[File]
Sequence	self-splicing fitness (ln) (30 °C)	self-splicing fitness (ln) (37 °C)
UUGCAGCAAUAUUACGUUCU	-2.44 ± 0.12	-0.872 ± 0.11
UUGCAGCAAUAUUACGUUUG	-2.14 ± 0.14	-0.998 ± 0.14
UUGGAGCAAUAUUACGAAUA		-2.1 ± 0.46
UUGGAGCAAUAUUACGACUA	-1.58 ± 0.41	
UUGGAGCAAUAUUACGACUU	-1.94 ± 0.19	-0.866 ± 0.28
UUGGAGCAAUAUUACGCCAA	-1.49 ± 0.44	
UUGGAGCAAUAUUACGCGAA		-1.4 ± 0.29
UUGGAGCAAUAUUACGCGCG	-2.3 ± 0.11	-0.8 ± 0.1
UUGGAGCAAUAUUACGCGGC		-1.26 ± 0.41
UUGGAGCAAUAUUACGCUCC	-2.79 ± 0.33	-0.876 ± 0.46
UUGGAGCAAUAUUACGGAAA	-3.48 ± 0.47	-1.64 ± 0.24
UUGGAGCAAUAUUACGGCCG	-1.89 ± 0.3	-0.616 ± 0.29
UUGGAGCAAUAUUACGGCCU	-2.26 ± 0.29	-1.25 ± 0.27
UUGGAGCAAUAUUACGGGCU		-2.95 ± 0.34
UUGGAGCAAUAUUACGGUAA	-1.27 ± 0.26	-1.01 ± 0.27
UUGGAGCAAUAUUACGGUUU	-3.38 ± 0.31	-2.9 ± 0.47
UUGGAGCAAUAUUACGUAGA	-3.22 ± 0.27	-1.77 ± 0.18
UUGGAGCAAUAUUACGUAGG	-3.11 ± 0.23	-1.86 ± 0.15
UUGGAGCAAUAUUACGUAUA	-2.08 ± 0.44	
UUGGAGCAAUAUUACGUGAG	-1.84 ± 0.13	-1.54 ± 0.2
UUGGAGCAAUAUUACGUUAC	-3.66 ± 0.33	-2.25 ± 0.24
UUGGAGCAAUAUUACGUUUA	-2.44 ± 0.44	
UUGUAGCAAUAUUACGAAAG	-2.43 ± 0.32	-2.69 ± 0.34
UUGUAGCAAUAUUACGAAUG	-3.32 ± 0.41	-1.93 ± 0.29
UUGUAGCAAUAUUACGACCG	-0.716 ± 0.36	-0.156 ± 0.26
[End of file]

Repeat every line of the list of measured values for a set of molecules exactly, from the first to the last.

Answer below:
Sequence	self-splicing fitness (ln) (30 °C)	self-splicing fitness (ln) (37 °C)
UUGCAGCAAUAUUACGUUCU	-2.44 ± 0.12	-0.872 ± 0.11
UUGCAGCAAUAUUACGUUUG	-2.14 ± 0.14	-0.998 ± 0.14
UUGGAGCAAUAUUACGAAUA		-2.1 ± 0.46
UUGGAGCAAUAUUACGACUA	-1.58 ± 0.41	
UUGGAGCAAUAUUACGACUU	-1.94 ± 0.19	-0.866 ± 0.28
UUGGAGCAAUAUUACGCCAA	-1.49 ± 0.44	
UUGGAGCAAUAUUACGCGAA		-1.4 ± 0.29
UUGGAGCAAUAUUACGCGCG	-2.3 ± 0.11	-0.8 ± 0.1
UUGGAGCAAUAUUACGCGGC		-1.26 ± 0.41
UUGGAGCAAUAUUACGCUCC	-2.79 ± 0.33	-0.876 ± 0.46
UUGGAGCAAUAUUACGGAAA	-3.48 ± 0.47	-1.64 ± 0.24
UUGGAGCAAUAUUACGGCCG	-1.89 ± 0.3	-0.616 ± 0.29
UUGGAGCAAUAUUACGGCCU	-2.26 ± 0.29	-1.25 ± 0.27
UUGGAGCAAUAUUACGGGCU		-2.95 ± 0.34
UUGGAGCAAUAUUACGGUAA	-1.27 ± 0.26	-1.01 ± 0.27
UUGGAGCAAUAUUACGGUUU	-3.38 ± 0.31	-2.9 ± 0.47
UUGGAGCAAUAUUACGUAGA	-3.22 ± 0.27	-1.77 ± 0.18
UUGGAGCAAUAUUACGUAGG	-3.11 ± 0.23	-1.86 ± 0.15
UUGGAGCAAUAUUACGUAUA	-2.08 ± 0.44	
UUGGAGCAAUAUUACGUGAG	-1.84 ± 0.13	-1.54 ± 0.2
UUGGAGCAAUAUUACGUUAC	-3.66 ± 0.33	-2.25 ± 0.24
UUGGAGCAAUAUUACGUUUA	-2.44 ± 0.44	
UUGUAGCAAUAUUACGAAAG	-2.43 ± 0.32	-2.69 ± 0.34
UUGUAGCAAUAUUACGAAUG	-3.32 ± 0.41	-1.93 ± 0.29
UUGUAGCAAUAUUACGACCG	-0.716 ± 0.36	-0.156 ± 0.26